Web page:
Natural Torrontés. Thanks to major efforts at the vineyard, every day more and more organic Argentine Torrontés labels are appearing such as: Piedra Negra o Puro from Bodega Ojo de Agua. Several wineries also produce low intervention versions with no added sulfites such as Petit Voyage from the French winemakers Thibault Lepoutre and Quentin Pommier; Les Astronautes from Fredy Mestre, and La Oveja from Santa Julia.
Oak friendly Torrontés. It used to be a truism among winemakers that Torrontés doesn’t go well with oak. However, things seem to have changed: there are some wonderful examples very much enhanced by aging or fermentation in barrels. Of course, these practices add to the complexity with a dense, elegant texture.
Examples include: Susana Balbo Signature Barrel Fermented, Tukma Gran Reserva and Piattelli Torrontés.
Sweet Torrontés. A classic of many Argentine wineries is a late harvest Torrontés, which goes wonderfully well with traditional desserts from the north of Argentina. The grape develops good natural acidity even when allowed to get overripe.
Essential classics of the variety which offer seductive aromas of ripe white fruit, tropical flavors and honey include Cafayate Gran Linaje Tardío, Amauta Absoluto Dulce and Amalaya Dulce Natural (which contains 15% Riesling). Meanwhile, the Solería from Malamado – an interesting sweet Torrontés with 100g of residual sugar – is a delicious post-prandial companion.
Restoring old vines. Argentina has many hectares of historic Torrontés vineyards that for years were harvested to produce young table wines. Today, these vines have been reassessed by winemakers who are recognizing their capacity to produce sophisticated wines with excellent aging potential.
The first to work along these lines was Alejandro Pepa at El Esteco, a leading winery in Cafayate, with his Old Vines Torrontés, made with grapes from a vineyard that dates back to 1958.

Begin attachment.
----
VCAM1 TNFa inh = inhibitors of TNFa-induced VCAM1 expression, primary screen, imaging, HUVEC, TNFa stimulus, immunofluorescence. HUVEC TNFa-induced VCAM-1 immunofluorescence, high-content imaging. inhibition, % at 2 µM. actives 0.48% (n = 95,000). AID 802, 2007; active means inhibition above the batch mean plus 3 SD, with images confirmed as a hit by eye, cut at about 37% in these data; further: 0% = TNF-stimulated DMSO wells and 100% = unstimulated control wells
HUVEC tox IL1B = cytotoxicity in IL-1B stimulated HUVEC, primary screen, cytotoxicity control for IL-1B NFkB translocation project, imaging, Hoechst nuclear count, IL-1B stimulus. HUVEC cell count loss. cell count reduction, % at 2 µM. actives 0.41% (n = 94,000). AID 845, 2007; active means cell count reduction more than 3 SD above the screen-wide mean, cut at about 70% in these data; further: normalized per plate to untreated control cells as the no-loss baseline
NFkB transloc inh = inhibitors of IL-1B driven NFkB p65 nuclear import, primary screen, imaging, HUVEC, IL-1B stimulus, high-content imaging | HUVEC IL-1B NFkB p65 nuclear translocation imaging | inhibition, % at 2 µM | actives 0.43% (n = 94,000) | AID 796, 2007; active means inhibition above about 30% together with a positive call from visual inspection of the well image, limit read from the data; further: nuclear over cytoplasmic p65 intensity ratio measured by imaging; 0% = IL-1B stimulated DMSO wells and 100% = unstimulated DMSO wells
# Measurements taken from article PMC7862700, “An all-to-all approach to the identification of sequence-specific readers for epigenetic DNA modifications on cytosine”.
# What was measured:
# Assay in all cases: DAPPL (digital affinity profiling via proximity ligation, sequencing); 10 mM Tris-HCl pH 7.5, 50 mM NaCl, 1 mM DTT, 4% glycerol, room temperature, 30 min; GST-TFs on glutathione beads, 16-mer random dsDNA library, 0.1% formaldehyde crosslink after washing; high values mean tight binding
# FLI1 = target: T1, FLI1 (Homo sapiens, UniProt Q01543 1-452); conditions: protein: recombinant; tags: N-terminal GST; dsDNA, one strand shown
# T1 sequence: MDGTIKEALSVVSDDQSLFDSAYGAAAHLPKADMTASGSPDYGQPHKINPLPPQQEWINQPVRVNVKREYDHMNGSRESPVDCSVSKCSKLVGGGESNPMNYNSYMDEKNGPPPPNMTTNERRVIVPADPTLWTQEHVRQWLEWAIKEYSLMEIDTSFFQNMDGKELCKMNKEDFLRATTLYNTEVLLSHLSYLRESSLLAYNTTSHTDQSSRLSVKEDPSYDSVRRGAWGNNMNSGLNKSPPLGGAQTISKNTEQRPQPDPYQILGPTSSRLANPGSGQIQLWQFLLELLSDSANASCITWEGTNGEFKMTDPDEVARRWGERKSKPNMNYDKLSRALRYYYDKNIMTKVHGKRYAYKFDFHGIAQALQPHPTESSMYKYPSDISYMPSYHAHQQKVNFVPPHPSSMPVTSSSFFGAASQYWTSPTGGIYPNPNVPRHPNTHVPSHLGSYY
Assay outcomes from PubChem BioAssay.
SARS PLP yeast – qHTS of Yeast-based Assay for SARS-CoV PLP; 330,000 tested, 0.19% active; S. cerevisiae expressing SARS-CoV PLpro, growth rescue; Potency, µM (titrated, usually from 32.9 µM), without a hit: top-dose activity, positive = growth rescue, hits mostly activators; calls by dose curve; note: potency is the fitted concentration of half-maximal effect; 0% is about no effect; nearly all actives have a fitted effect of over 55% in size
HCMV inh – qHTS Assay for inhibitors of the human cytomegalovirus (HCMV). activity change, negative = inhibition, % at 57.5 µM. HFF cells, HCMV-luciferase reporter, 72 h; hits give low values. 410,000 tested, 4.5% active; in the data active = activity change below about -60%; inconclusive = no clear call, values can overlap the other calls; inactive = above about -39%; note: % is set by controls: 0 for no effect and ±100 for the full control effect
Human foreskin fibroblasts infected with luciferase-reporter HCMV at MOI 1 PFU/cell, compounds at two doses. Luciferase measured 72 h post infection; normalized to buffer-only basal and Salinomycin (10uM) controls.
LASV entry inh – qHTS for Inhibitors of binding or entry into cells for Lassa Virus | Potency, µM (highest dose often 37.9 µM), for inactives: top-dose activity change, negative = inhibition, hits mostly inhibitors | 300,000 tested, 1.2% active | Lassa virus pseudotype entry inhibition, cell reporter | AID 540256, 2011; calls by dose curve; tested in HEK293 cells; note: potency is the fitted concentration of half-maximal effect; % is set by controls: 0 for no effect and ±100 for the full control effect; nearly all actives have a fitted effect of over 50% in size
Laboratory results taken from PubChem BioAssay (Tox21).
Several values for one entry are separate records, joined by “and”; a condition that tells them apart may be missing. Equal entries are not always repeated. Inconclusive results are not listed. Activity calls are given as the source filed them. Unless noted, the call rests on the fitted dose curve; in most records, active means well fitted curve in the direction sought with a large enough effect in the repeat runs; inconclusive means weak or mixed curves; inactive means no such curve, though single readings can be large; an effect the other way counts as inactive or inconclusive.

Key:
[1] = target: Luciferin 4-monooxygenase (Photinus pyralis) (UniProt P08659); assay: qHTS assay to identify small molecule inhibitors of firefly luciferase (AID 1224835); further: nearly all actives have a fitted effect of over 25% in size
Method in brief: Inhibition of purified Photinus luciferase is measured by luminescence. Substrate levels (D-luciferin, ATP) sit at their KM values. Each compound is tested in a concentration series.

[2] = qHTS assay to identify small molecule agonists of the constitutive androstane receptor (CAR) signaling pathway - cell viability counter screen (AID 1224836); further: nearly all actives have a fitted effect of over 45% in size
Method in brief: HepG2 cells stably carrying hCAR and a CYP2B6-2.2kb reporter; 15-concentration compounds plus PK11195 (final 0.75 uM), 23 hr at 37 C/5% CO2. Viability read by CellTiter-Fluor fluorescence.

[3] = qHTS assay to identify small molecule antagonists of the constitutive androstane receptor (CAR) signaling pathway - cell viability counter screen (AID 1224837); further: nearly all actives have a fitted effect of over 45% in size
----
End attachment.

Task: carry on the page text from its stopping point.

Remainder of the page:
Subsequently, Matías Riccitelli restored several old vineyards for his collection Riccitelli Old Vines Patagonia, while in San Juan, Francisco Bugallo did something similar in Barreal, harvesting grapes from old vineyards for his Cara Sur Pérgolas Blanco (which is mostly Torrontés blended with other local white varieties).
Sparkling wines, Pét Nats, low alcohol and more. Several more unusual styles complete the ample range of Torrontés in Argentina: sparkling versions make for excellent aperitif. Dry examples include Santa Florentina Brut from La Rioja while sweet ones exist as well such as Deseado Torrontés, from the Patagonian winery Familia Schroeder, both of which are fragrant and refreshing.
La Fuerza, a vermouth project founded by Sebastián Zuccardi and the bartender Julián Díaz, includes among its labels a Torrontés-based option macerated with over thirty herbs and botanicals from the mountain slopes of Mendoza which has earned plenty of international acclaim.
You’ll also find several versions of Pét Nat Torrontés: one of the best is Tamboreo Pét Nat Torrontés from Bodega Cartagro in Mendoza.
Finally, a growing category in the country: low alcohol wine, also features Torrontés. Santa Julia Tomates Verdes is just 9.5% alcohol, while there’s also Envero, a non-alcoholic line of wines launched in 2021 by Susana Balbo Wines.
As you can see, there’s a vast range of different Argentine Torrontés labels to discover, among which you’re bound to find a few that’ll win you over too.